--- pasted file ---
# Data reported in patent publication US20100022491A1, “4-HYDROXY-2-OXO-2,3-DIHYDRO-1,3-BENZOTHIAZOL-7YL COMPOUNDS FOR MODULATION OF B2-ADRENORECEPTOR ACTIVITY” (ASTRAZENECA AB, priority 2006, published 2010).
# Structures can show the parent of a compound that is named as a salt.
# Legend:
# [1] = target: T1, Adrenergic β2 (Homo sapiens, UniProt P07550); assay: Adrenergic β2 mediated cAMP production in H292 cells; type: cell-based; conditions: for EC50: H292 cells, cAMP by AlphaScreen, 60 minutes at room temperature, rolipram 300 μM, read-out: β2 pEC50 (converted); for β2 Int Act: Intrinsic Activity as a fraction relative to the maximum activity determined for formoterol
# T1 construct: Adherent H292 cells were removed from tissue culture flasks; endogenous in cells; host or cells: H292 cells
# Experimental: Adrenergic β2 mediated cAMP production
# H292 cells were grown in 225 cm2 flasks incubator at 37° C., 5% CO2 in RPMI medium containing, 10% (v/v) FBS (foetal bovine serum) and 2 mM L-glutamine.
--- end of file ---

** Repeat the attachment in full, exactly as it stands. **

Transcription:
# Data reported in patent publication US20100022491A1, “4-HYDROXY-2-OXO-2,3-DIHYDRO-1,3-BENZOTHIAZOL-7YL COMPOUNDS FOR MODULATION OF B2-ADRENORECEPTOR ACTIVITY” (ASTRAZENECA AB, priority 2006, published 2010).
# Structures can show the parent of a compound that is named as a salt.
# Legend:
# [1] = target: T1, Adrenergic β2 (Homo sapiens, UniProt P07550); assay: Adrenergic β2 mediated cAMP production in H292 cells; type: cell-based; conditions: for EC50: H292 cells, cAMP by AlphaScreen, 60 minutes at room temperature, rolipram 300 μM, read-out: β2 pEC50 (converted); for β2 Int Act: Intrinsic Activity as a fraction relative to the maximum activity determined for formoterol
# T1 construct: Adherent H292 cells were removed from tissue culture flasks; endogenous in cells; host or cells: H292 cells
# Experimental: Adrenergic β2 mediated cAMP production
# H292 cells were grown in 225 cm2 flasks incubator at 37° C., 5% CO2 in RPMI medium containing, 10% (v/v) FBS (foetal bovine serum) and 2 mM L-glutamine.